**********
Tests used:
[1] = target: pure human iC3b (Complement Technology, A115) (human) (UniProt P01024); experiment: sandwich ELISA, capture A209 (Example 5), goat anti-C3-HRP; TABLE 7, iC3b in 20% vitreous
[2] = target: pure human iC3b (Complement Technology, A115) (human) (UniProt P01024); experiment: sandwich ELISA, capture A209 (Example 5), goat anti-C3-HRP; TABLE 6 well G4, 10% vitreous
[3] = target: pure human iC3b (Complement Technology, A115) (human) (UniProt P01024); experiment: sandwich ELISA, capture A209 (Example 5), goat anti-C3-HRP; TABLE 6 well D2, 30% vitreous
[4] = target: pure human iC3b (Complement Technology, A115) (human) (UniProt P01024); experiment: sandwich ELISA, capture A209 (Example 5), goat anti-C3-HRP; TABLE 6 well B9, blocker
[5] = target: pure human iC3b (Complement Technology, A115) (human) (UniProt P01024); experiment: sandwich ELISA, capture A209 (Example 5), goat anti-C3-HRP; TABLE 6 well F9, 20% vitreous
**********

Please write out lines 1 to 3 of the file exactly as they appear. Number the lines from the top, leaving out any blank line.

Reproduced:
Tests used:
[1] = target: pure human iC3b (Complement Technology, A115) (human) (UniProt P01024); experiment: sandwich ELISA, capture A209 (Example 5), goat anti-C3-HRP; TABLE 7, iC3b in 20% vitreous
[2] = target: pure human iC3b (Complement Technology, A115) (human) (UniProt P01024); experiment: sandwich ELISA, capture A209 (Example 5), goat anti-C3-HRP; TABLE 6 well G4, 10% vitreous